“Family rejection is the most important factor in lowering suicide risks to our youth,” Ryan said.
According to compelling research on young LGBTQ people and families from the Family Acceptance Project, family acceptance helps promote well-being and helps protect against risk. Family rejection, on the other hand, is related to serious health concerns including suicidality, depression, substance abuse and STDs. FAP has developed an affirmative evidence-based family intervention approach to help ethnically and religiously diverse families prevent specific family rejecting behaviors associated with suicide risk. This family intervention approach builds on family strengths such as cultural and religious values to empower diverse families to support their LGBTQ children. The FAP’s work and research-based best practice materials are helping communities across the country see families as a critical resource for prevention and wellness.
“Early exposure to LGBTQ education can prevent suicide in children experiencing family conflict regarding religion,” Ryan said.
Dr. John R. Blosnich, a research health scientist with the Center for Health Equity Research and Promotion at the U.S. Department of Veterans Affairs VA Pittsburgh Healthcare System, spoke about the glaring issue facing all LGBTQ suicide prevention professionals – the lack of accurate statistics regarding gender identity and sexual orientation reporting in death reports. Currently, there is not a national repository or information gathering tool which specifically asks information to identify LGBTQ people.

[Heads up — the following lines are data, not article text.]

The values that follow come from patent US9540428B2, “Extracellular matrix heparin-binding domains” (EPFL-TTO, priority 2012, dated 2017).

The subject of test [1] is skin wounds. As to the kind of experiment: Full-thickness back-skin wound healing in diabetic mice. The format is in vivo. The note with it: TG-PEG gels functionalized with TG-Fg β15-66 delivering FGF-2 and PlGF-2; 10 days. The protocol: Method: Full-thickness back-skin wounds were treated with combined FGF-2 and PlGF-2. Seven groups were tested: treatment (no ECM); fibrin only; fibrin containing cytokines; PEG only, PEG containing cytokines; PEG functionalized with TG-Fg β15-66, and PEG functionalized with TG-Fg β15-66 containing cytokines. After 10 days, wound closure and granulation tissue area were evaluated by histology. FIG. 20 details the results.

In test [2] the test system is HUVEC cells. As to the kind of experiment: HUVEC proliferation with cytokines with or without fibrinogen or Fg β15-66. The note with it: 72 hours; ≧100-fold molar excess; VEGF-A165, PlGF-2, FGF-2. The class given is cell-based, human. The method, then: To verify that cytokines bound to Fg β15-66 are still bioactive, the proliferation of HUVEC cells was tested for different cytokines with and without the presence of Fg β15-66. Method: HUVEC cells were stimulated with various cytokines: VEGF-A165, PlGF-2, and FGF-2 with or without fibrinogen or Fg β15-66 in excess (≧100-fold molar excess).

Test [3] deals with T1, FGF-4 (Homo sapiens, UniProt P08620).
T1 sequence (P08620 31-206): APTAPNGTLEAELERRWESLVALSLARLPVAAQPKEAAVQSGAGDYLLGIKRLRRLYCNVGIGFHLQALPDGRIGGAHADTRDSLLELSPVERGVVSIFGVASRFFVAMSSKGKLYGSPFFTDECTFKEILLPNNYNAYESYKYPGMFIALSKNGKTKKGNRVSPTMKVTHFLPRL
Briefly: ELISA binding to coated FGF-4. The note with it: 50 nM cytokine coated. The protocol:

“In the United States, 2 million people die every year. Right now, there is no mechanism in place to report if any of them are LGBTQ. Nothing. Lack of LGBTQ status in data harms our statistics and our ability to use information in the same way as race or gender or risk,” he said.
Dr. Blosnich stated that the best information they have been able to gather nationally and statewide has been through surveys, yet some families are unwilling to admit gender or orientation variances and some simply do not know. In addition, to reach information regarding minorities and rare outcomes, great amounts of time and large samples are needed.
The Center for Health Equity Research and Promotion has been working closely with reporting agencies to include gender identity and sexuality markers on reporting diagrams in an effort to accurately track causes of death. Beta testing for the reporting will begin later this year.
“By learning about death, we learn about life and prevention, and if our efforts are working. This information can mobilize resources where they are needed,” he said.